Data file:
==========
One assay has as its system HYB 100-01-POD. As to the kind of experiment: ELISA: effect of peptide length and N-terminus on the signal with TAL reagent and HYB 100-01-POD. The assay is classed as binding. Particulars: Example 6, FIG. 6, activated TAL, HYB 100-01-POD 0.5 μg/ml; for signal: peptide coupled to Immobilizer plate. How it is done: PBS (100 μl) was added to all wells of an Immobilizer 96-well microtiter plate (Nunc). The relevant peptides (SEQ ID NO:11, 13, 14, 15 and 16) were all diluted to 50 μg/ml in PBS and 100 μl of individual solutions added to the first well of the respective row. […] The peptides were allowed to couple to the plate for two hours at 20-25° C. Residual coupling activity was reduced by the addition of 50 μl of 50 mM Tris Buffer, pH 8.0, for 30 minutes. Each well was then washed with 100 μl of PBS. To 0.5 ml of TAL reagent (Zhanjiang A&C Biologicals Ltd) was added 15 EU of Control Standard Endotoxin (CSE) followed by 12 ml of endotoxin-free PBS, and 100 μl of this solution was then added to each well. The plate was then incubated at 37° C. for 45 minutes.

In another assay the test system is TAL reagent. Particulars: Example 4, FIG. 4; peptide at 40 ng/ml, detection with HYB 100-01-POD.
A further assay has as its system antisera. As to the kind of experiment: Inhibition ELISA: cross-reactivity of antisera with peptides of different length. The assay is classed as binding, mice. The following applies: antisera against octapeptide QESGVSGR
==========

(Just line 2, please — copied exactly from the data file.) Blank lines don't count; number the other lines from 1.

In another assay the test system is TAL reagent. Particulars: Example 4, FIG. 4; peptide at 40 ng/ml, detection with HYB 100-01-POD.